Cornell Feline Health Center

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Information about the Bronx Zoo Malayan Tiger

Recent news of the first documented case of animal COVID-19 in the US has received notable attention, not only because it is the first, but also because of the species in which it was diagnosed, a Malayan tiger.

This tiger, which lives at the Bronx Zoo in New York City, first developed a mild cough on March, 27th, and was ultimately tested on April 5th after tests for more well documented causes of cough in tigers were negative. Several other wild cats at the zoo, including other Malayan tigers and lions, have also developed mild signs of respiratory disease and are being monitored closely by veterinary staff at the zoo.

The Animal Health Diagnostic Center (AHDC) at the Cornell University College of Veterinary Medicine was one of two laboratories that verified the infection using polymerase chain reaction (PCR) technology to identify genetic evidence of SARS-Cov-2 virus in samples taken from the oral and nasal cavities and the trachea of the affected tiger. Specialists from the AHDC point out that the test used was developed specifically for use in animals, and that this diagnosis did not require the use of tests developed for humans, which are currently in short supply.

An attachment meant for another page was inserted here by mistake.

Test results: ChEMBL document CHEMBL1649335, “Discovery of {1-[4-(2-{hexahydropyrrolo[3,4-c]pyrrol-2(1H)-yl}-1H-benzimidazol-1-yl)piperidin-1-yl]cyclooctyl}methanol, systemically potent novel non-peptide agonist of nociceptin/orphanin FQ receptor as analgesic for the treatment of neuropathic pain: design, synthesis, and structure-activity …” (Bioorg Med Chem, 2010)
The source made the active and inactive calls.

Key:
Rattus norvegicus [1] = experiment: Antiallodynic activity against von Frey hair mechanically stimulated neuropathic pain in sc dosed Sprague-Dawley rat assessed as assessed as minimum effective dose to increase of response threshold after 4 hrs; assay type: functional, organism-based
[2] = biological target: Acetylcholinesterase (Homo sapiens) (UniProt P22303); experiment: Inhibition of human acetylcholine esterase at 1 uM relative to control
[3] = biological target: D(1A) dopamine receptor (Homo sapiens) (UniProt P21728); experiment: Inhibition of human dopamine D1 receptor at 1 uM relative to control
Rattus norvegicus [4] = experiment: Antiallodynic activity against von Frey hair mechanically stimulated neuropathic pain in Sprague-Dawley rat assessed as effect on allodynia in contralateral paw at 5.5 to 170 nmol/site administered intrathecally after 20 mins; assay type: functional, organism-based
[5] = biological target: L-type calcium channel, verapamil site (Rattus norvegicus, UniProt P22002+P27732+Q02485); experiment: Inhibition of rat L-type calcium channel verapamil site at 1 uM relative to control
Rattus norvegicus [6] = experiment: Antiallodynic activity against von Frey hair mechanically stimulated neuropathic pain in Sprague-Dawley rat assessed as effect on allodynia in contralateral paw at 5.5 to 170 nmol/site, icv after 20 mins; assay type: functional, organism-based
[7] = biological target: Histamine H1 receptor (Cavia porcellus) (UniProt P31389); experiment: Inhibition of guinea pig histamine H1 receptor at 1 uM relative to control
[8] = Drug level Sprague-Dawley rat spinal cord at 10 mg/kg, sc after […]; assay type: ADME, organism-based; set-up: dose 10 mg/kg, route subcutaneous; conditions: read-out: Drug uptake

It is presumed that this tiger was infected by one of the animal handlers working at the zoo, and local and regional health officials are currently investigating the origin of this infection in the interest of both protecting other exotic animals at the zoo and that of public health. While some cat species do appear to be susceptible to SARS-Cov-2 infection, there is currently no evidence that cats of any species can transmit the virus to people.

See article: 

Cornell testing aids in diagnosis of COVID-19 in Bronx Zoo tiger

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